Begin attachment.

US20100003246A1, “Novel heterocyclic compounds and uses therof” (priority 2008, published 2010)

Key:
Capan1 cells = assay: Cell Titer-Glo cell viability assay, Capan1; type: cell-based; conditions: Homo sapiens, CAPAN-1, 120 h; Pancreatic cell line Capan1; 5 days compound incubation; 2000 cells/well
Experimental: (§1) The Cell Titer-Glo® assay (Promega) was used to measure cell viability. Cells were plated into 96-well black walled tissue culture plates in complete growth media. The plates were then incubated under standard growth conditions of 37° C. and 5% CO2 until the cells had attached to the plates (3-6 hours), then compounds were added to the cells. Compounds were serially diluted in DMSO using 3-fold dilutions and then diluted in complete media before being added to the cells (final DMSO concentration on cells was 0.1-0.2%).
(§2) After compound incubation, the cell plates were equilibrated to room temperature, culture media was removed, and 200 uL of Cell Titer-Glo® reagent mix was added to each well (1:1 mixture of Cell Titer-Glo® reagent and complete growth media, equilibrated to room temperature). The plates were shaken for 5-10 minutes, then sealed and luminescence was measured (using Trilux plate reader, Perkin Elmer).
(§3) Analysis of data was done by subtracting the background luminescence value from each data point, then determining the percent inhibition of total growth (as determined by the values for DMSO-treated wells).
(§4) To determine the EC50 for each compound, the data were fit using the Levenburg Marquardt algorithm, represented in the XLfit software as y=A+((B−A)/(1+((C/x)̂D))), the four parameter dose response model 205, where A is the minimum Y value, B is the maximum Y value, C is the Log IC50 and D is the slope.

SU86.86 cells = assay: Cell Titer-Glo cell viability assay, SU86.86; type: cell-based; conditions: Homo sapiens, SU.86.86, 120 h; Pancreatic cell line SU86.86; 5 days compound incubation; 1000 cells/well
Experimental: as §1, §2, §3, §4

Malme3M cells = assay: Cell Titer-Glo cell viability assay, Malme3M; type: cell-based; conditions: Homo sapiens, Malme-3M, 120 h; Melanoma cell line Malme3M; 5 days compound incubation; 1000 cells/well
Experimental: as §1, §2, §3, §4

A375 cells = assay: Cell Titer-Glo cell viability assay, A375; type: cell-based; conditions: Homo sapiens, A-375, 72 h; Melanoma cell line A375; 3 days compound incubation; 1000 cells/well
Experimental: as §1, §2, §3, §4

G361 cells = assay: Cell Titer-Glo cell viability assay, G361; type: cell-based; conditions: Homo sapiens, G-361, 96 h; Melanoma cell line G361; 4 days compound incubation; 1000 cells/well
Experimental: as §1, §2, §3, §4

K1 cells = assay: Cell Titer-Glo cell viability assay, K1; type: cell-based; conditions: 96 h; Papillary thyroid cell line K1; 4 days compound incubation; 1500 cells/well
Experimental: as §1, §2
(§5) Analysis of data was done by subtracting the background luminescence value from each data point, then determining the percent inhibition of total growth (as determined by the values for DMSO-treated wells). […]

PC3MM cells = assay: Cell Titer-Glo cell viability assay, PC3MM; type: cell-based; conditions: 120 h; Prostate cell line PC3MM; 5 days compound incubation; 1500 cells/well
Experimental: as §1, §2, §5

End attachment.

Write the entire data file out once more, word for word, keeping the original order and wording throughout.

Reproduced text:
US20100003246A1, “Novel heterocyclic compounds and uses therof” (priority 2008, published 2010)

Key:
Capan1 cells = assay: Cell Titer-Glo cell viability assay, Capan1; type: cell-based; conditions: Homo sapiens, CAPAN-1, 120 h; Pancreatic cell line Capan1; 5 days compound incubation; 2000 cells/well
Experimental: (§1) The Cell Titer-Glo® assay (Promega) was used to measure cell viability. Cells were plated into 96-well black walled tissue culture plates in complete growth media. The plates were then incubated under standard growth conditions of 37° C. and 5% CO2 until the cells had attached to the plates (3-6 hours), then compounds were added to the cells. Compounds were serially diluted in DMSO using 3-fold dilutions and then diluted in complete media before being added to the cells (final DMSO concentration on cells was 0.1-0.2%).
(§2) After compound incubation, the cell plates were equilibrated to room temperature, culture media was removed, and 200 uL of Cell Titer-Glo® reagent mix was added to each well (1:1 mixture of Cell Titer-Glo® reagent and complete growth media, equilibrated to room temperature). The plates were shaken for 5-10 minutes, then sealed and luminescence was measured (using Trilux plate reader, Perkin Elmer).
(§3) Analysis of data was done by subtracting the background luminescence value from each data point, then determining the percent inhibition of total growth (as determined by the values for DMSO-treated wells).
(§4) To determine the EC50 for each compound, the data were fit using the Levenburg Marquardt algorithm, represented in the XLfit software as y=A+((B−A)/(1+((C/x)̂D))), the four parameter dose response model 205, where A is the minimum Y value, B is the maximum Y value, C is the Log IC50 and D is the slope.

SU86.86 cells = assay: Cell Titer-Glo cell viability assay, SU86.86; type: cell-based; conditions: Homo sapiens, SU.86.86, 120 h; Pancreatic cell line SU86.86; 5 days compound incubation; 1000 cells/well
Experimental: as §1, §2, §3, §4

Malme3M cells = assay: Cell Titer-Glo cell viability assay, Malme3M; type: cell-based; conditions: Homo sapiens, Malme-3M, 120 h; Melanoma cell line Malme3M; 5 days compound incubation; 1000 cells/well
Experimental: as §1, §2, §3, §4

A375 cells = assay: Cell Titer-Glo cell viability assay, A375; type: cell-based; conditions: Homo sapiens, A-375, 72 h; Melanoma cell line A375; 3 days compound incubation; 1000 cells/well
Experimental: as §1, §2, §3, §4

G361 cells = assay: Cell Titer-Glo cell viability assay, G361; type: cell-based; conditions: Homo sapiens, G-361, 96 h; Melanoma cell line G361; 4 days compound incubation; 1000 cells/well
Experimental: as §1, §2, §3, §4

K1 cells = assay: Cell Titer-Glo cell viability assay, K1; type: cell-based; conditions: 96 h; Papillary thyroid cell line K1; 4 days compound incubation; 1500 cells/well
Experimental: as §1, §2
(§5) Analysis of data was done by subtracting the background luminescence value from each data point, then determining the percent inhibition of total growth (as determined by the values for DMSO-treated wells). […]

PC3MM cells = assay: Cell Titer-Glo cell viability assay, PC3MM; type: cell-based; conditions: 120 h; Prostate cell line PC3MM; 5 days compound incubation; 1500 cells/well
Experimental: as §1, §2, §5